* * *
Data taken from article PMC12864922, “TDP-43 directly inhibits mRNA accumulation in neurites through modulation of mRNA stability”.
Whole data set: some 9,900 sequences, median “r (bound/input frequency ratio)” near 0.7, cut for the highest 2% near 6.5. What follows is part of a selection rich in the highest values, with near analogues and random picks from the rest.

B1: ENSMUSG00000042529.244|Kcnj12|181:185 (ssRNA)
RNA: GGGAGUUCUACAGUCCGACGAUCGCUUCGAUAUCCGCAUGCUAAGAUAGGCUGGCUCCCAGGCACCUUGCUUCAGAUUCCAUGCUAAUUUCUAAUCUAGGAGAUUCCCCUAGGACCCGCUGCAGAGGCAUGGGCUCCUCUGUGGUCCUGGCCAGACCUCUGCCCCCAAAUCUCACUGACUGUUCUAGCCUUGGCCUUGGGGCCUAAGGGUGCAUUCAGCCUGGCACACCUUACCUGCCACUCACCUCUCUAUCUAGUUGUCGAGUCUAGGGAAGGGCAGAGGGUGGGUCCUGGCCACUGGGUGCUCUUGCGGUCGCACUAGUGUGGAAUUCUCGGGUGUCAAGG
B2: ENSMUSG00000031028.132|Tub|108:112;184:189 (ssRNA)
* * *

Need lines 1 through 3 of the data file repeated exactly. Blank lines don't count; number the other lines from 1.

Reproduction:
Data taken from article PMC12864922, “TDP-43 directly inhibits mRNA accumulation in neurites through modulation of mRNA stability”.
Whole data set: some 9,900 sequences, median “r (bound/input frequency ratio)” near 0.7, cut for the highest 2% near 6.5. What follows is part of a selection rich in the highest values, with near analogues and random picks from the rest.

B1: ENSMUSG00000042529.244|Kcnj12|181:185 (ssRNA)